SCELG PhD success

April 2019: SCELG is delighted to celebrate Renée Martin-Nagle, who has recently been awarded her PhD with a thesis titled “Governance of Offshore Freshwater Resources”. The thesis was supervised by Francesco Sindico and Robert Kalin and examined by Elisa Morgera (internal examiner) and Gabriel Eckstein (external, Professor at Texas A&M University).

The Thesis

Back in 2013 Nature published an article entitled “Offshore fresh groundwater reserves as a global phenomenon” that highlighted the enormous range and volume of offshore aquifers in the world. This scientific analysis sparked Renée’s interest in offshore aquifers and triggered her research into this field. In addressing a neglected area of international law, Renee’s thesis focuses on the governance of both offshore freshwater aquifers and offshore methane hydrates, which are composed primarily of frozen freshwater. Through a detailed analysis of the governance regimes applicable to offshore freshwater resources, which include the law of the sea, customary practices of offshore oil and gas development, environmental protection laws and transboundary water law (including the emerging law of transboundary aquifers), Renée reveals a complex legal landscape. The thesis concludes with a summary of emerging doctrinal concepts, such as the human right to water, benefit-sharing, water as a global commons and post-sovereign governance.


Renée’s PhD journey started in 2015 when she joined SCELG. She immediately settled in nicely, not only within SCELG, but in Glasgow and Scotland as a whole. Always with a smile on her face and offering to help, Renee comes to academia from a very successful life in the private sector. For more than twenty years she was General Counsel for Airbus Americas and has been a leading figure in the aviation sector, which led her to be given the IAWA Aviation Woman of Excellence Award in 2014. The birth of her first grandson in 2007 inspired Renée to devote the rest of her life to environmental issues with a focus on water law and policy. While still working full-time at Airbus, she completed an LLM in Environmental Law with highest honours at George Washington University, where she wrote a dissertation on fossil aquifers under the guidance of David Freestone, Salman Salman and Gabriel Eckstein. The paper won the inaugural Jamie Grodksy Prize for Environmental Law Scholarship, and its successful publication launched Renée into the international water law world. She went on to collaborate with the Environmental Law Institute and with her Juris Doctor alma mater, the University of Pittsburgh School of Law, before joining SCELG and Strathclyde Law School in 2015.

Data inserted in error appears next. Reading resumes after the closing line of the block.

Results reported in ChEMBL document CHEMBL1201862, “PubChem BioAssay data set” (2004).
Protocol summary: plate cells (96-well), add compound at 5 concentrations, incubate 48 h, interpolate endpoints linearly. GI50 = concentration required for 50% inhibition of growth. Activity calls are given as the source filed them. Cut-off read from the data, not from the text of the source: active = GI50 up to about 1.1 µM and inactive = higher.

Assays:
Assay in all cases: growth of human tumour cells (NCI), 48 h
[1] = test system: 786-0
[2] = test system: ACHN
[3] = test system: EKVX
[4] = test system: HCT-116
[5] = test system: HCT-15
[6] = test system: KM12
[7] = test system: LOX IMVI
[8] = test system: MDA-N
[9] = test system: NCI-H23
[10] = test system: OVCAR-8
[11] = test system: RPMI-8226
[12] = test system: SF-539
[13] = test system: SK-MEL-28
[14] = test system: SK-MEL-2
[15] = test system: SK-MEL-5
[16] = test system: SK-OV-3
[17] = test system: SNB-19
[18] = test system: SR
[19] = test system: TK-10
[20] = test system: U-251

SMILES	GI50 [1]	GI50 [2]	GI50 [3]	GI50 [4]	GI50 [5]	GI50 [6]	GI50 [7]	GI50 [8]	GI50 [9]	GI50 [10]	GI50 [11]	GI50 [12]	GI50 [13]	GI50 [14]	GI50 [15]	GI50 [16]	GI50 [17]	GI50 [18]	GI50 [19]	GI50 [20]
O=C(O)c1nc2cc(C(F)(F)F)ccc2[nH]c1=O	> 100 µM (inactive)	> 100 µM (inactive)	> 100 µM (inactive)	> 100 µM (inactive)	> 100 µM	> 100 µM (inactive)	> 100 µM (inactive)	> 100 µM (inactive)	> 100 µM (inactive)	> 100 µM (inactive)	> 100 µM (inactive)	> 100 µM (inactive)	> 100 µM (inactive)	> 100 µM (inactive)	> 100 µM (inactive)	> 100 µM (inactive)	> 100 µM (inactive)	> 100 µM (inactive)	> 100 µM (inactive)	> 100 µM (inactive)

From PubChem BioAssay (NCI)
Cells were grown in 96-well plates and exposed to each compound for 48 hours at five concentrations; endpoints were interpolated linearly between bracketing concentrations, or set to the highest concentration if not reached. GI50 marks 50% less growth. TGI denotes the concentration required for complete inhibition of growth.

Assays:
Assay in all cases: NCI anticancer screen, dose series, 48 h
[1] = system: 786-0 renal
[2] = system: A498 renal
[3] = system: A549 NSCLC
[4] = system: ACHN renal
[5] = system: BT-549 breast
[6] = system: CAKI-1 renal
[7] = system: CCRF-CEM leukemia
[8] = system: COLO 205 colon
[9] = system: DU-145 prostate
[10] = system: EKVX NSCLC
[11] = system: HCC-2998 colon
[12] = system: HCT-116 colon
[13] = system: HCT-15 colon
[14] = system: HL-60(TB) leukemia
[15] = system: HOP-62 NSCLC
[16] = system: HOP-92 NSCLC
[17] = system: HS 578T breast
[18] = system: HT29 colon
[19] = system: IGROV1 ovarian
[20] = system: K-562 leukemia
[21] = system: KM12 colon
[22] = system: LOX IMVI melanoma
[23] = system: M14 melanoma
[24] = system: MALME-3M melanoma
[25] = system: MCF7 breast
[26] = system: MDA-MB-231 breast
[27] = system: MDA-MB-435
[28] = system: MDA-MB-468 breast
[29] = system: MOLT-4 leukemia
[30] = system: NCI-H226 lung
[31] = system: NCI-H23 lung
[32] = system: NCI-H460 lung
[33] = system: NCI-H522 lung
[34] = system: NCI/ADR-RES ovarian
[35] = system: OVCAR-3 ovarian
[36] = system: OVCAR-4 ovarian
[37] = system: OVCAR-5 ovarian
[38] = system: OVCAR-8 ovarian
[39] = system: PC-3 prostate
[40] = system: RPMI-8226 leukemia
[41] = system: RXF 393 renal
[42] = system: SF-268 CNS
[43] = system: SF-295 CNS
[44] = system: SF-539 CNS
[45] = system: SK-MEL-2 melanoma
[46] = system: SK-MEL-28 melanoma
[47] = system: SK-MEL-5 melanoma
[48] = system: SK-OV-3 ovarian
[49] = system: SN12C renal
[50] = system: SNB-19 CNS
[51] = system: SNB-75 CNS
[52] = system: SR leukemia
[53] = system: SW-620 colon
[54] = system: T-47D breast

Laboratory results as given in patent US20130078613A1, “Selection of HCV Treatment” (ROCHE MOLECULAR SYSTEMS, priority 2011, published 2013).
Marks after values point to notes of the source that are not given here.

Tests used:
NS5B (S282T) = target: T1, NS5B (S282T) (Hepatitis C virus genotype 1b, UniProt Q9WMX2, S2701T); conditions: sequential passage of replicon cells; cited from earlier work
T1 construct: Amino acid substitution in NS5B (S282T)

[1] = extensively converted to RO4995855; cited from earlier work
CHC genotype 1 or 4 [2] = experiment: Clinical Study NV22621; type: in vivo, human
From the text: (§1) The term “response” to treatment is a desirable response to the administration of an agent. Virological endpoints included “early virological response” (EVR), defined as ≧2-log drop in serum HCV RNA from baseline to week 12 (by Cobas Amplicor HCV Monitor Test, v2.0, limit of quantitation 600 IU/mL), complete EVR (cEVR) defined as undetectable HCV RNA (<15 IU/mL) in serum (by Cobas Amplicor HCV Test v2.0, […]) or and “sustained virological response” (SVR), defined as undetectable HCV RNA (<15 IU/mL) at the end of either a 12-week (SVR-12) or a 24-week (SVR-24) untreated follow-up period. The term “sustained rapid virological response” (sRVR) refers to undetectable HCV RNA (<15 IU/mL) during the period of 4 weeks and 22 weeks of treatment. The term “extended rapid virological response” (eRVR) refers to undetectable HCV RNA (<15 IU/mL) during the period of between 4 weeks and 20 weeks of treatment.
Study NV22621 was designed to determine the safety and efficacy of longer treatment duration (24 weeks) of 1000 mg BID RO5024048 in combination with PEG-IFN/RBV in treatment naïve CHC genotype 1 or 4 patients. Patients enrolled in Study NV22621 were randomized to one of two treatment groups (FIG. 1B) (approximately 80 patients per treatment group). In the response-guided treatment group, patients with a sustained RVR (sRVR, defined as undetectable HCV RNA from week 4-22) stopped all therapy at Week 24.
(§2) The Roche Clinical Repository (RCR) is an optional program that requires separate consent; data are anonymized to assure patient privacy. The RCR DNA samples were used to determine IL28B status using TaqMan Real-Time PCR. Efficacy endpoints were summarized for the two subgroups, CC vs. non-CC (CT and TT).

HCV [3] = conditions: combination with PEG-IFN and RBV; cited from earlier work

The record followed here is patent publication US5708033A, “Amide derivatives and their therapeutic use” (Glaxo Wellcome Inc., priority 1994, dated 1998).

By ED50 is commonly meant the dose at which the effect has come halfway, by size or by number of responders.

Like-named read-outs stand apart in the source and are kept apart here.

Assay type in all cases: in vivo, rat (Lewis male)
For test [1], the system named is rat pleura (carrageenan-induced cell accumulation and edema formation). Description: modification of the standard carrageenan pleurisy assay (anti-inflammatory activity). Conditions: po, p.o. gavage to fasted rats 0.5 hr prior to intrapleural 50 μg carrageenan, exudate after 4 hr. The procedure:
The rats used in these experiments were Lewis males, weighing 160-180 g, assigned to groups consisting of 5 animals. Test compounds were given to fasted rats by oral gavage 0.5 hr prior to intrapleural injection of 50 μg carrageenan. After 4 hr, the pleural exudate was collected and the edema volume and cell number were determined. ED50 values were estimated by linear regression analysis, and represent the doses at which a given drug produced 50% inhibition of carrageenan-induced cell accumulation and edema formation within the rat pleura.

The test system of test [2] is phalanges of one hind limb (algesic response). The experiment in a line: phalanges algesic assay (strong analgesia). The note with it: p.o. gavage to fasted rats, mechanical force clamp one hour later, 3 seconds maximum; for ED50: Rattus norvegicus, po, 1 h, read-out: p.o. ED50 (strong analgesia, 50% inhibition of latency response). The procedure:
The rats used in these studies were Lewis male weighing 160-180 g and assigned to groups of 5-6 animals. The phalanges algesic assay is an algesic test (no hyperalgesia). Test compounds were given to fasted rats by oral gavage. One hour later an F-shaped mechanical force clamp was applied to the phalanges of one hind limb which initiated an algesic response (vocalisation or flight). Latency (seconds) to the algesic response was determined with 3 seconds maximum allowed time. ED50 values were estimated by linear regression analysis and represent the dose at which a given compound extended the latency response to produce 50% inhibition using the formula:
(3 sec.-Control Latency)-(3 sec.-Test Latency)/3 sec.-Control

Renée Martin-Nagle

During her PhD years at Strathclyde Renée discovered the difference between the private sector and academia. In her first years, she would often ask whether she should present a Law School/SCELG position at any conference she attended. She soon realised that this was not necessary and that she was the only one to whom she had to respond. While undertaking her rigorous PhD studies, Renée collaborated with the Law School, teaching International Environmental Law at both undergraduate and post-graduate levels. She also produced a number of excellent articles and a book chapter while working on her PhD.  Her monograph, entitled “Transboundary Offshore Aquifers: A Search for a Governance Regime”, was published through Brill’s International Water Law Journal in 2016.  With Stephanie Hawkins, she co-authored a chapter on transboundary aquifer law in the 2019 Research Handbook on Fresh Water Law and International Relations.  Since 2016 she has served the global water sector as the treasurer of the International Water Resources Association.

Renée joined in many projects that SCELG undertook during her four years at Strathclyde. One of the highlights was the participation in the British Academy Groundwater Governance workshop held in Salto, Uruguay, in 2016, which she attended with Francesco Sindico, PhD Researcher Stephanie Hawkins and former SCELG Visiting Researcher Laura Movilla.

Stephanie Hawkins, Francesco Sindico, Laura Movilla, and Renée


Renée’s PhD journey is not unique. PhD researchers at SCELG join a vibrant community of researchers working on the many areas SCELG is involved in. They work hard on their PhD projects, but have also the chance of collaborating on SCELG projects and consultancies. PhD researchers are encouraged to publish their work and enhance their CV while at SCELG. SCELG and the Law School look forward to welcome back Renée for her graduation in June and for a good craic and a wee dram together!